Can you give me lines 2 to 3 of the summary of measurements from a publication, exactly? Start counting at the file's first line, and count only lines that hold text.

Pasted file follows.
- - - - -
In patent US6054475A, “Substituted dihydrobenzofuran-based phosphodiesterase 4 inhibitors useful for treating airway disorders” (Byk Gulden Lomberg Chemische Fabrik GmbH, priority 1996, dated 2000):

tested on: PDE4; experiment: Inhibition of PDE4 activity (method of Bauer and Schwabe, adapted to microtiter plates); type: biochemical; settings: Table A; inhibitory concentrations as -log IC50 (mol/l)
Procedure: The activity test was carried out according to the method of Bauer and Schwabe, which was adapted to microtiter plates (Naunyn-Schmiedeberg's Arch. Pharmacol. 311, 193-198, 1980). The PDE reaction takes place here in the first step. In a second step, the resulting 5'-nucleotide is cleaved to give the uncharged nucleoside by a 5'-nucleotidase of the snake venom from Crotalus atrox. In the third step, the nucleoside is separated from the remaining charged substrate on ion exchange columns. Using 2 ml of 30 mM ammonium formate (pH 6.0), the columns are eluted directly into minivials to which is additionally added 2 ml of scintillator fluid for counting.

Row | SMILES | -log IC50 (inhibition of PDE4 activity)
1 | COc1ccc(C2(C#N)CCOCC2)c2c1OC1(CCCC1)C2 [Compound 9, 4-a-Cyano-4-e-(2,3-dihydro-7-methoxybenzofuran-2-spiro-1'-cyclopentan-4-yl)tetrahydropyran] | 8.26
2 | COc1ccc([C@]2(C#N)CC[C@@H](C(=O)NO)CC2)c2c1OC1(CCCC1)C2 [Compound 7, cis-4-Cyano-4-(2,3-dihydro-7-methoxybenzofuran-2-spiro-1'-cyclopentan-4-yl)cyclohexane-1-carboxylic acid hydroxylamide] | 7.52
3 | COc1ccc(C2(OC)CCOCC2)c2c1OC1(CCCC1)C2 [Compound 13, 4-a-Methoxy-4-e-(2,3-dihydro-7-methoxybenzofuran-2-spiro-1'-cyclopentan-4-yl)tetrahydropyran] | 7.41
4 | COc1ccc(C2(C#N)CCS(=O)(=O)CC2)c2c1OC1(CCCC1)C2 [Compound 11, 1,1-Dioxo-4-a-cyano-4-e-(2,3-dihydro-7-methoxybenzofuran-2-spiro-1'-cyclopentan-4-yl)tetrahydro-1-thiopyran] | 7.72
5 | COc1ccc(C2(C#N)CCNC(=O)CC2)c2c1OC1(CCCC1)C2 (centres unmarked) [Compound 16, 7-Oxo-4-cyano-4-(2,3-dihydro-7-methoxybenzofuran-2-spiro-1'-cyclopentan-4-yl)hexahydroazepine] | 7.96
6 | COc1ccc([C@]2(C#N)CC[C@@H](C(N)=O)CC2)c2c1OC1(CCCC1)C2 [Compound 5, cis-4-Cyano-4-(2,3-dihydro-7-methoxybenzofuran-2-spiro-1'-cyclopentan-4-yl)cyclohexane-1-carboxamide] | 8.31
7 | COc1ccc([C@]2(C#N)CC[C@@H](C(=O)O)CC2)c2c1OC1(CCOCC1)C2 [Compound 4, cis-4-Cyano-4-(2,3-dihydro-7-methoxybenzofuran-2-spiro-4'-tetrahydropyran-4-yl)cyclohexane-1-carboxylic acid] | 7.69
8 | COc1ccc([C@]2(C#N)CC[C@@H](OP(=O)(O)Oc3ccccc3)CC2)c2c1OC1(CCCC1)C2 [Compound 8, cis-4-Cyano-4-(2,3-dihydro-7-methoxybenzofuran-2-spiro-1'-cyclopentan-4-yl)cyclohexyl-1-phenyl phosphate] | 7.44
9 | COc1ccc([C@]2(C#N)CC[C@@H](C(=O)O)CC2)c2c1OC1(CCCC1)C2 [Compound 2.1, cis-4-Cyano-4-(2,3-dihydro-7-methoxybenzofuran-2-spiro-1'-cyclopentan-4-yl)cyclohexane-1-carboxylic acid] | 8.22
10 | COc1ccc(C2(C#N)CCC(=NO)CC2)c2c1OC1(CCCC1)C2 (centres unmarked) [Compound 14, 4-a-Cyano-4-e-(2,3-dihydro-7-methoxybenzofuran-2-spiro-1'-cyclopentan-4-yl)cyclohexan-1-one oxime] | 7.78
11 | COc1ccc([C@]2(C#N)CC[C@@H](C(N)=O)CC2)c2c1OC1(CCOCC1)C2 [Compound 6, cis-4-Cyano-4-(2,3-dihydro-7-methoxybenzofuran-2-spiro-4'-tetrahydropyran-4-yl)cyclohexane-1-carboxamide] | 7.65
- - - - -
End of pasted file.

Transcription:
tested on: PDE4; experiment: Inhibition of PDE4 activity (method of Bauer and Schwabe, adapted to microtiter plates); type: biochemical; settings: Table A; inhibitory concentrations as -log IC50 (mol/l)
Procedure: The activity test was carried out according to the method of Bauer and Schwabe, which was adapted to microtiter plates (Naunyn-Schmiedeberg's Arch. Pharmacol. 311, 193-198, 1980). The PDE reaction takes place here in the first step. In a second step, the resulting 5'-nucleotide is cleaved to give the uncharged nucleoside by a 5'-nucleotidase of the snake venom from Crotalus atrox. In the third step, the nucleoside is separated from the remaining charged substrate on ion exchange columns. Using 2 ml of 30 mM ammonium formate (pH 6.0), the columns are eluted directly into minivials to which is additionally added 2 ml of scintillator fluid for counting.